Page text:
• Jim Cherry

            Who decides what is legitimate again? Seriously though if facebook/oculus came out and said we dont support anyone else because: (we want telemetry data, support costs, development costs, support resources) or any other reason outside of we tried and it didnt work people would complain and say your facebook you have more money then god suck it up.

          • David D. Taylor

            Calm your biscuits, friend. The ‘LEGITIMATE’ reason is to try and move more Oculus hardware over Vive and PSVR. It’s not a broken excuse… Not my fault if you can’t see it, not all minds are as open as others… It is the SAME exact reason some games go exclusive on PSVR, and that is to push hardware sales over Vive and Rift.

            True, PSVR is a different platform, but working in the game dev industry, I know that developers often have the game working on the higher end platforms, even if they only release on PSVR. It is only because Sony pays them a large amount of money to keep it exclusive, nothing more.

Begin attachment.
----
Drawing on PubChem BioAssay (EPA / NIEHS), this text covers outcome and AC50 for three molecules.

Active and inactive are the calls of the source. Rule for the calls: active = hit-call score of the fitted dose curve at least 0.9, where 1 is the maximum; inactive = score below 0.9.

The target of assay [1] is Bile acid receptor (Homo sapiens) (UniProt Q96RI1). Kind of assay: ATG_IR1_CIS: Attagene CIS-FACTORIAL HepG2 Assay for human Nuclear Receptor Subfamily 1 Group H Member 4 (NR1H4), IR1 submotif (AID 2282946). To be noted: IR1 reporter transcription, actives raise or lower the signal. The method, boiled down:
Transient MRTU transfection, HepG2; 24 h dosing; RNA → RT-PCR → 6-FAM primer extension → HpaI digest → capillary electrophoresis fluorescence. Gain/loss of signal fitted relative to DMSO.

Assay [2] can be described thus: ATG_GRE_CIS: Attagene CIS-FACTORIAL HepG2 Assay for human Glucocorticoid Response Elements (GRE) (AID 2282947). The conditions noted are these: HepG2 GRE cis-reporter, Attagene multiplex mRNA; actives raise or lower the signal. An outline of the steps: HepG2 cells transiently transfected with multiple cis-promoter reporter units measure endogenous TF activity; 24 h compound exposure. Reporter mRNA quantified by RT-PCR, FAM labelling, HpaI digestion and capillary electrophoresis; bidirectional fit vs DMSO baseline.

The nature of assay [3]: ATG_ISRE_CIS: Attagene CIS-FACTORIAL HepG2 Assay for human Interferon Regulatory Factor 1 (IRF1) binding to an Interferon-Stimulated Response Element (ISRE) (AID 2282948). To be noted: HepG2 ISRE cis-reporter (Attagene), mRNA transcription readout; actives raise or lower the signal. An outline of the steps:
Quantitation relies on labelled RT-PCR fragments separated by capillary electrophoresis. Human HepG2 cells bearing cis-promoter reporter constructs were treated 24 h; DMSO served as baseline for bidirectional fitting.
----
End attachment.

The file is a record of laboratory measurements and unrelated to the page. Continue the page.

And let’s not forget, I AGREE that Oculus should officially open up the store to other headsets, but the above are at least some, if not all, of the facts.

            Or, you can continue your crusade of raging without knowing all the facts… I will admit, I get angry at companies and games for various reasons, but I try to remind myself that I don’t know all the facts, I’m not a member of that company, and I don’t know the individual struggles and reasons that brought that company to this point.

          • J.C.

            As soon as you go for personal attacks, you’ve invalidated your argument. Thanks for playing!

          • David D. Taylor

            Is it still invalidated if it’s true? If so, that will validate a lot of wrong things.

            My apologies if you took offense. Have a great night/day.

      • laast

        “why would I make a game for one headset when I could release it for 6?”

        Because Oculus gives them time and money to help on creating the game/content + Oculus can promote the project as a publisher.